Rise of the ma­chines must be mon­i­tored

AI ac­tiv­ity in banks could drive prof­itabil­ity: FSB

Global Times - Weekend - - FRONT PAGE -

Re­plac­ing bank and in­sur­ance work­ers with ma­chines risks creat­ing a de­pen­dency on out­side tech­nol­ogy com­pa­nies be­yond the reach of reg­u­la­tors, the global Fi­nan­cial Sta­bil­ity Board (FSB) said on Wed­nes­day.

The FSB, which co­or­di­nates fi­nan­cial reg­u­la­tion across the Group of 20 economies (G20), said in its first re­port on ar­ti­fi­cial in­tel­li­gence (AI) and ma­chine learn­ing that the risks they pose need mon­i­tor­ing.

AI and ma­chine learn­ing re­fer to tech­nol­ogy that is re­plac­ing tra­di­tional meth­ods to as­sess the cred­it­wor­thi­ness of cus­tomers and to crunch data, price in­sur­ance contracts and spot prof­itable trades across mar­kets.

There are no in­ter­na­tional reg­u­la­tory stan­dards for AI and ma­chine learn­ing, but the FSB has left open whether new rules are needed.

Data on rapidly grow­ing us­age of AI is largely un­avail­able, leav­ing reg­u­la­tors un­sure about the im­pact of po­ten­tially new and un­ex­pected links be­tween mar­kets and banks, the re­port said.

AI could, for ex­am­ple, lead to “non­sus­tain­able” in­creases in credit by au­tomat­ing credit scor­ing.

While AI shows sub­stan­tial prom­ises if risks are prop­erly man­aged, it could cre­ate too much de­pen­dency among banks and in­sur­ers on the few spe­cial­ist busi­nesses that pro­vide AI tech­nol­ogy.

Ex­pected rapid growth in AI also raises the prospect of out­side tech­nol­ogy play­ers ex­pand­ing their in­flu­ence over the fi­nance sec­tor.

“This could in turn lead to the emer­gence of new sys­tem­i­cally im­por- tant play­ers that could fall out­side the reg­u­la­tory perime­ter,” the FSB said.

If a ma­jor AI provider went bust, it could lead to op­er­a­tional dis­rup­tions at a large num­ber of fi­nan­cial firms at the same time, es­pe­cially if used in “mis­sion crit­i­cal” ap­pli­ca­tions, the re­port said.

Reg­u­la­tors could also find it dif­fi­cult to iden­tify who has made key fi­nan­cial de­ci­sions that go wrong.

“If AI and ma­chine learn­ing-based de­ci­sions cause losses to fi­nan­cial in­ter­me­di­aries across the fi­nan­cial sys­tem, there may be a lack of clar­ity around re­spon­si­bil­ity,” the re­port said.

Rev­o­lu­tion

The pace of tech­no­log­i­cal ad­vance will also make it harder to fash­ion durable rules for AI ac­tiv­ity that some aca­demics ex­pect to rev­o­lu­tion­ize the fi­nan­cial sec­tor.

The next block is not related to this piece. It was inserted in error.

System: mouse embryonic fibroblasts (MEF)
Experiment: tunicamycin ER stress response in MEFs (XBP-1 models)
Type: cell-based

The re­port said that RegTech in­vest­ment, or use of ma­chines to com­ply with a wel­ter of new reg­u­la­tions in­tro­duced to tackle money laun­der­ing and make banks safer, could reach $6.45 bil­lion by 2020.

Con­sul­tancy Ac­cen­ture said in May that three quar­ters of bankers sur­veyed be­lieved that AI will be­come the pri­mary way banks in­ter­act with cus­tomers within the next three years.

Euro­pean in­sur­ers in­vested $400 mil­lion in “In­surTech” or real-time tech­nol­ogy to help to re­duce pay­outs.

Nordea, the Nordic re­gion’s big­gest bank, said last month that au­to­ma­tion would help it to shed at least 4,000 staff. It has al­ready in­tro­duced an AI chat­box to an­swer cus­tomer ques­tions.

Dutch bank ING wants to in­crease the num­ber of traders us­ing AI.

Fund man­agers are also us­ing out­side spe­cial­ists to ob­tain ma­chine- learn­ing tools that sift through news and re­search for in­sight into mar­ket trends.

So-called quant funds use AI to man­age $1 tril­lion in as­sets. Though that is only a frac­tion of the $40 tril­lion in mu­tual funds glob­ally, the FSB said in­dus­try es­ti­mates sug­gest that could grow rapidly.

The reg­u­la­tors them­selves are also us­ing AI to make it eas­ier to de­tect fraud and money laun­der­ing, while cen­tral banks ex­pect to use AI for re­al­time pre­dic­tions us­ing big data to help de­ter­mine mone­tary pol­icy.

The FSB ac­knowl­edged that AI is help­ing the fi­nan­cial sec­tor to cut costs, im­prove prof­itabil­ity and widen choice for cus­tomers, but added that it also raises con­cerns over pri­vacy of data used in AI ap­pli­ca­tions.

Photo: IC

Aurora Chiquot (right), com­mu­ni­ca­tions man­ager at Alde­baran SoftBank Group, hugs the com­pany’s hu­manoid robot ‘Pep­per’ at the Alde­baran stand at the CeBIT com­puter and tech­nol­ogy fair in Hanover, Ger­many, in March 2016.

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